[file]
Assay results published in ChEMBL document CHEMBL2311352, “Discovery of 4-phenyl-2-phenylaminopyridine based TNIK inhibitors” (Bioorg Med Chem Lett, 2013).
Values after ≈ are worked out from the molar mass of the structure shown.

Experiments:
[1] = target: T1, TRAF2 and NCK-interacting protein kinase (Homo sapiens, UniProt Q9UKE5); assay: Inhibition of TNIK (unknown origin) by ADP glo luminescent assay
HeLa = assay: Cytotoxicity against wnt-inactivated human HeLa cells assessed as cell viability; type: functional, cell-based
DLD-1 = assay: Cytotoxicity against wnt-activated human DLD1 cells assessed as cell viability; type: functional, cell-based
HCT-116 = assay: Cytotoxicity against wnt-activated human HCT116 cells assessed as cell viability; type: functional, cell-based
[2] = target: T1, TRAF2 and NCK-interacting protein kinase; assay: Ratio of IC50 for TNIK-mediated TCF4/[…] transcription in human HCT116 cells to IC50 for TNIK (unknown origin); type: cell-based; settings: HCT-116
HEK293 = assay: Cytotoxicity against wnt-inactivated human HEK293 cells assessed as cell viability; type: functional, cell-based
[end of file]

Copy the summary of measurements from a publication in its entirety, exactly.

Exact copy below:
Assay results published in ChEMBL document CHEMBL2311352, “Discovery of 4-phenyl-2-phenylaminopyridine based TNIK inhibitors” (Bioorg Med Chem Lett, 2013).
Values after ≈ are worked out from the molar mass of the structure shown.

Experiments:
[1] = target: T1, TRAF2 and NCK-interacting protein kinase (Homo sapiens, UniProt Q9UKE5); assay: Inhibition of TNIK (unknown origin) by ADP glo luminescent assay
HeLa = assay: Cytotoxicity against wnt-inactivated human HeLa cells assessed as cell viability; type: functional, cell-based
DLD-1 = assay: Cytotoxicity against wnt-activated human DLD1 cells assessed as cell viability; type: functional, cell-based
HCT-116 = assay: Cytotoxicity against wnt-activated human HCT116 cells assessed as cell viability; type: functional, cell-based
[2] = target: T1, TRAF2 and NCK-interacting protein kinase; assay: Ratio of IC50 for TNIK-mediated TCF4/[…] transcription in human HCT116 cells to IC50 for TNIK (unknown origin); type: cell-based; settings: HCT-116
HEK293 = assay: Cytotoxicity against wnt-inactivated human HEK293 cells assessed as cell viability; type: functional, cell-based